PTE. GEORGE LOWNES The Duke of Wellington's (West Riding) Regiment Killed in Action Sebastopol 29.8.1855.Crimea Medal 1854, bar Sebastopol (loose on ribbon as issued) G. LOWNES. 33rd REGT. officially impressed naming. 3657 Pte. George Lownes enlisted at Liverpool 6.9.1854. Served in the Crimea from 17.6.1855 and was killed in the trenches at Sebastopol 29.8.1855. Copies casualty & muster rolls, some minor nicks to edge, otherwise Very fine





Crimea Medal, three clasps, Alma, Balaklava and Sebastopol to Pvte Alfred Coppage 79th Foot (Queen's Own Cameron Highlanders) Engraved in upright capitals.With copy roll pages and information from Ancestry confirming 3646 Alfred Coppage served with the 79th Highlanders in the Crimea. Good very fine





Crimea Medal, two clasps, Azoff and Sebastopol, unnamed as issued. Loose-mounted, Good very fine





Turkish Crimea Medal (Sardinian)  WM. HART, 5th DN. GDS. Depot  Impressed. Contemporary ring & clip through original hole suspension, very nicely done.  "Forgotten Heroes" by R. Dutton says Private William Hart 'probably rode in the CHARGE of the HEAVY BRIGADE' (25th October 1854) The musters show he was effective from the 1.10.1854 to 24.11.1854, 2nd & 3rd Musters endorsed 'Scutari'. Medal Roll gives bars Balaklava, Inkermann, Sebastopol. Original but front faded ribbon. Very fine




India General Service Medal 1854, clasp: Perak; (NAVG. SUB. LIEUT: M.S. BEATTY. R.N. H.M.S. "THISTLE.") Michael Stephens Beatty was born in Eniskillen, Fermanagh on 1st September 1853. He entered the Royal Navy in August 1867 as a Navigating Cadet and received his second-class certificate in December 1868. He was appointed Sub-Lieutenant on 25th June 1873, and served aboard the corvette H.M.S. Charybdis, on the China station from 6th December 1873 before being posted to the composite gun vessel H.M.S. Thistle as Lieutenant from 12th June 1874. During the Perak campaign, officer of H.M.S. Thistle armed six native boats using every available man from H.M.S Thistle and H.M.S. Fly, in all making a Naval Brigade of eighty five men. Beatty was part of the 3rd Division of the Naval Brigade during operations. He participated in the planning and the attack and capture of Passir Sala, including the capture of the enemy's stockades in the Bukit Putas Pass. Six guns and an enemy stockade were captured, and houses and villages of the 'offending people' destroyed. Beatty was twice mentioned in Stirling's despatches. First 'i desire to bring before your notice the very great zeal and energy displayed by Navigating Sub Lieutenant M.S. Beatty and Mr. T.F. Harrison, Assistant Paymaster, throughout the whole of the arduous march, and it is to their exertions, that the difficulty of carrying the large cases of 24-pounder rockets was surmounted.' Then again: 'I beg to bring to your favourable notice the great zeal and energy displayed by Navigating Sub Lieutenant M.S. Beatty and Mr Thos. F. Harrison, Assistant Paymaster of this ship, throughout the operations, and it is due to their exertions that the Naval Brigade earned the reputation of being always ready.' Posted to H.M.S. Terrible, a composite gun vessel on 21st December 1874m and to H.M.S. Seahawk at Devonport from 7th May 1877, he was then posted to the gun vessel, H.M.S. Rambler operating on the Cape of Good Hope and West Africa Stations from 17th May 1877, being promoted to Lieutenant from 12th July 1877. On 1st November 1884 he was posted to the steel torpedo ram H.M.S. Polyhemies on the Channel Squadron, and then to the cruiser H.M.S. Australia for navigation duties in the Mediterranean from 7th November 1889, followed by the cruiser H.M.S. Arethusa at Chatham from 14th January 1888, and the battleship H.M.S. Invincible at Portsmouth from 8th June 1893. Beatty was promoted to Commander on 30th December 1893, whilst serving aboard Invincible, and would remain with this ship till being posted to H.M.S. Racer in 1901. Beatty retired with the rank of Captain on 8th December 1902, and died on 29th August 1928, being buried at sea with Naval Honours. The medal with Perak clasp is his sole entitlement, and only three medals were issued to seamen officers of H.M.S. Thistle for this campaign. Good very fine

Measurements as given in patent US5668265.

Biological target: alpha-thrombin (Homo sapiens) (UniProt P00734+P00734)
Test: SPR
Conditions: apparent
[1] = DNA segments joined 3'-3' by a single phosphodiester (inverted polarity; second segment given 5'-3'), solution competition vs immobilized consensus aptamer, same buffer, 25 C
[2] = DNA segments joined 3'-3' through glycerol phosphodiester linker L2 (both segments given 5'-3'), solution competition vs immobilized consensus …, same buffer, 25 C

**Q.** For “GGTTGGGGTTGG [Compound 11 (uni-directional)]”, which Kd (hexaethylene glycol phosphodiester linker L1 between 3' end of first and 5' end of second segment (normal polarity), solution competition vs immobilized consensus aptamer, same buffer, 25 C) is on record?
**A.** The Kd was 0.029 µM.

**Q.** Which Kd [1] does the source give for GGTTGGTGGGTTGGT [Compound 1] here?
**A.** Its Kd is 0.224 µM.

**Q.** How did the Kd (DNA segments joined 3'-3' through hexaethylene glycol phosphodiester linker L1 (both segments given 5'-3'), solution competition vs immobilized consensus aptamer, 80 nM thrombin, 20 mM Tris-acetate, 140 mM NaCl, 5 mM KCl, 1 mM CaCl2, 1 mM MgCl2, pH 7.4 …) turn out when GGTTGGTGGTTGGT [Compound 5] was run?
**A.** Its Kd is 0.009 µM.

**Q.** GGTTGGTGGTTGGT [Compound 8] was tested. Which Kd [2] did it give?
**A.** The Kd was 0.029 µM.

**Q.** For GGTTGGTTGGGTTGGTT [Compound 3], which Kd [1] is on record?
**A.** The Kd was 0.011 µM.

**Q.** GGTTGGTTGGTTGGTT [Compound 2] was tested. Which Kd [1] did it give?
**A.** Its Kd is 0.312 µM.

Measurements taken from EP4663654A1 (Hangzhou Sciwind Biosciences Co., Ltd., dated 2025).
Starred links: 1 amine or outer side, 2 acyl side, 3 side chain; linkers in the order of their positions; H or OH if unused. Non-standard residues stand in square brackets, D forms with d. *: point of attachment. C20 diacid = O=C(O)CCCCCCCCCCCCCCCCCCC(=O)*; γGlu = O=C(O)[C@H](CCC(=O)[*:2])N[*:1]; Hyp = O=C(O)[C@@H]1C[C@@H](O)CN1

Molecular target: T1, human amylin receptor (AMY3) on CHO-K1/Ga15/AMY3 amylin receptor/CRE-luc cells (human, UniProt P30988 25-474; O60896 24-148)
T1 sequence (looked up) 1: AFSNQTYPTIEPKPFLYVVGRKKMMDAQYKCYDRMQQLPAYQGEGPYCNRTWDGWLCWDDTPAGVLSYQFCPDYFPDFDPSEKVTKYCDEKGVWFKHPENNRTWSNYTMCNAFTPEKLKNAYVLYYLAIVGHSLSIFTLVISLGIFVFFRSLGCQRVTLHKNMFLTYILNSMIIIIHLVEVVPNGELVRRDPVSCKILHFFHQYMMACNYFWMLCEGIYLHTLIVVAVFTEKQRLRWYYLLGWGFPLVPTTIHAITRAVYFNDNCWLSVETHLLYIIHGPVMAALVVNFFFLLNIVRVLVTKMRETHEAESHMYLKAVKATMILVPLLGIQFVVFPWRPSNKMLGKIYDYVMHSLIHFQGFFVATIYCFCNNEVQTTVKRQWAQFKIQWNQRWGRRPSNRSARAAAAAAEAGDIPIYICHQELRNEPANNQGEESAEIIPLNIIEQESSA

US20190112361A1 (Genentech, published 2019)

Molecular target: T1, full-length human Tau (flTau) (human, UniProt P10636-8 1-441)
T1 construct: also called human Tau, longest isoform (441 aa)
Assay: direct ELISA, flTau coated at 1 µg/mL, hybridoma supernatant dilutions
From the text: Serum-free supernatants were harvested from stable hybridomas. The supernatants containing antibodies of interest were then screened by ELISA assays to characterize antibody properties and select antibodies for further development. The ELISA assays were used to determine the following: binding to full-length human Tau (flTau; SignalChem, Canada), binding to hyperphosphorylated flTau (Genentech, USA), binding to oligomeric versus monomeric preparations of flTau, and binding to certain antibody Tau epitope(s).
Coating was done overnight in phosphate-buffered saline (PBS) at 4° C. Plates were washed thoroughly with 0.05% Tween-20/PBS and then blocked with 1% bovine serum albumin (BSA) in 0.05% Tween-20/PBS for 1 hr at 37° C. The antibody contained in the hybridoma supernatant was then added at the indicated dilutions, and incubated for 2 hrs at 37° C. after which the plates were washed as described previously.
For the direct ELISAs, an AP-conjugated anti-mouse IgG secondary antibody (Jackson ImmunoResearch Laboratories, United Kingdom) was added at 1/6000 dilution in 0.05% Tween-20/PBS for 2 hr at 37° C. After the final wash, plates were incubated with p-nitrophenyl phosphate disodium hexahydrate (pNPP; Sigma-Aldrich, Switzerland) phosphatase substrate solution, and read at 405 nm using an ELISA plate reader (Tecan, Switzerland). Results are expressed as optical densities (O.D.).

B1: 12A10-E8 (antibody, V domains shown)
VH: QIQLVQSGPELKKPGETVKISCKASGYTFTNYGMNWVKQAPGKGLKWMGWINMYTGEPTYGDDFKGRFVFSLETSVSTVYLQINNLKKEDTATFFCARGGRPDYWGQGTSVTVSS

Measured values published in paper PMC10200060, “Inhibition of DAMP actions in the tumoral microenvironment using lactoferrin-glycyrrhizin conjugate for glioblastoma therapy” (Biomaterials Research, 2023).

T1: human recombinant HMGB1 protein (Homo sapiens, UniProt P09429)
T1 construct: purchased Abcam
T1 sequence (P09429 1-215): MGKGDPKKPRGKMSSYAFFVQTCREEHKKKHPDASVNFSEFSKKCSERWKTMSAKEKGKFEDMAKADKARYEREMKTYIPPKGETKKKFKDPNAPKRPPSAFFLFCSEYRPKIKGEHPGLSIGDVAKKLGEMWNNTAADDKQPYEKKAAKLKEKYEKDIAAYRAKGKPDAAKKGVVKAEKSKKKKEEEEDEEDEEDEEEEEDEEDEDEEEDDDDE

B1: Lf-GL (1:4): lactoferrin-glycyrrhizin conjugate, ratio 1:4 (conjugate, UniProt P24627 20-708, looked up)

India General Service Medal 1854, clasp: Perak; (NG. LIEUT: B.S. BRADLEY. R.N. H.M.S. "CHARYBDIS.") Benjamin Smith Bradley was born on 27th August 1843, one of fours sons of Commander Warre Squire Bradley, Royal Navy, of Somerset, and his wife Sophia, only daughter of Commander Benjamin Smith, Royal Navy, of Bristol. Bradley entered the Royal Navy in March 1859 onboard H.M.S. Victory and passed college in 1868. He was appointed Navigating Sub Lieutenant on 23rd March 1864, and promoted to Navigating Lieutenant on 7th November 1868. He was Navigating Lieutenant of the corvette H.M.S. Charybdis during the operations in the Lingie and Lukat rivers against Malay Chiefs, in the Straits of Malacca during 1874 and was described as a skilled navigator. In 1878, he was granted six months leave in order to navigate Japanese corvettes to China, where he was described as 'a very careful and trustworthy pilot.' He was promoted to Staff Commander on 26th June 1882, and retired on 15th October 1889, owing to heart disease, dying the same year. He married Mary Jane, second daughter of the late George Grant of Malta, and his wife Pauline, in March 1869. The medal with clasp Perak is his sole entitlement. Nearly extremely fine